Take a walk through Tokyo’s Shibuya or Shinjuku shopping districts and you’ll soon notice the streets are filled with a certain kind of girl — stylishly dressed, sassy, with heavy makeup and dyed brown or blond hair. These are gyaru, and to get a peek inside their world, “Snakes and Earrings” is a good place to start — though it may not be as pretty as you’d expect.
This debut novel by Hitomi Kanehara was the joint winner of the 2003 Akutagawa Prize. Kanehara was just 20 at the time and Ryu Murakami (one of the judges, and whose work “Coin Locker Babies” was reviewed in this column last week) said her work was a “radical depiction of our time” and clearly described “what goes on in the minds of young women today.”
Lui is a 19-year-old gyaru (inadequately translated here as “Barbie-doll”) having an identity crisis. Fascinated by the split tongue of a punk she starts dating, Lui decides she wants one too and gets her tongue pierced. She continues to cast off the “pleasant, polite Japanese girl” she pretends to be, and gets a large tattoo on her back. Lui’s transformation is sexual and violent, involving torture and murder, and as the book’s shocking events unfold she says “I wish I had a greater vocabulary to fully express the extent of my pain and hatred.”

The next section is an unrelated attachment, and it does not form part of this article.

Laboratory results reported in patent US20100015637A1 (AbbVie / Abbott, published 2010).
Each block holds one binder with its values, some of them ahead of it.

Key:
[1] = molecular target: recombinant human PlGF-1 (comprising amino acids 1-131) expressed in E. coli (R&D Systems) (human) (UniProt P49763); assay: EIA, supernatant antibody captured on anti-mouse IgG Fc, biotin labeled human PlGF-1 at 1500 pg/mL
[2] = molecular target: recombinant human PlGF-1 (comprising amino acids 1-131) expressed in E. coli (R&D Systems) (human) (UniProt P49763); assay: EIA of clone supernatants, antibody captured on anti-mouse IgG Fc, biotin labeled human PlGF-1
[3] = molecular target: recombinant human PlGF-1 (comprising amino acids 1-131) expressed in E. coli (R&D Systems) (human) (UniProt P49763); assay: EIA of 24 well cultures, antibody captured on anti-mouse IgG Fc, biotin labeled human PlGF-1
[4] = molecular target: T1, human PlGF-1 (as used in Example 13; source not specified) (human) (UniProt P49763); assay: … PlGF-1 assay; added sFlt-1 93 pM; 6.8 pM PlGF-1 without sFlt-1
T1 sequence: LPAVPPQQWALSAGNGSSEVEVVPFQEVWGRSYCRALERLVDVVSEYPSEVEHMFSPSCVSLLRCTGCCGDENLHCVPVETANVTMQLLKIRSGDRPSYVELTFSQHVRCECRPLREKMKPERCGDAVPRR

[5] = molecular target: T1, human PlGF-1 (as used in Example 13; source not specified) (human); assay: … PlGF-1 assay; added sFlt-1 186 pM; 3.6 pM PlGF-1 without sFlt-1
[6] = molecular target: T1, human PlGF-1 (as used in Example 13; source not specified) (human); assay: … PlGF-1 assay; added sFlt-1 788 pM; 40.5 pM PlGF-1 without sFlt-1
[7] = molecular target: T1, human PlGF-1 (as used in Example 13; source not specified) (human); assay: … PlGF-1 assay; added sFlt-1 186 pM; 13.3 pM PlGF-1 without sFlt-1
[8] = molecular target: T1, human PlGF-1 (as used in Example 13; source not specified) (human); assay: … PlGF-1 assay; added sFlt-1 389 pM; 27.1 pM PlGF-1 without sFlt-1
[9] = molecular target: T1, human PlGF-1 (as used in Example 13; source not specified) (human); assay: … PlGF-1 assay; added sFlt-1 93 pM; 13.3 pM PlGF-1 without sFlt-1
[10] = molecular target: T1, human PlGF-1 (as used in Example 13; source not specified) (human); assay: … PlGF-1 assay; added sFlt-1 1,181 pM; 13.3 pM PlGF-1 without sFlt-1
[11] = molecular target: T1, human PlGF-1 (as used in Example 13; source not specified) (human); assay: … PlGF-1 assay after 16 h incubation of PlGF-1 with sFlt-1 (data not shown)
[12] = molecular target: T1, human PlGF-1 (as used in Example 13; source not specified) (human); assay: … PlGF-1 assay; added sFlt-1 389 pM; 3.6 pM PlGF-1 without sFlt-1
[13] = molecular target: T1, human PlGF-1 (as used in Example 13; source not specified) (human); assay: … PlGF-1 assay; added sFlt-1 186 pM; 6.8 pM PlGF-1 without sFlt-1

Yet even with its uncomplicated language, this novel expresses the uncertainty of Japan’s post-bubble generation with a panache that will make your skin crawl.
Each week “Essentials” introduces a work of fiction that should be on the bookshelf of any Japanophile.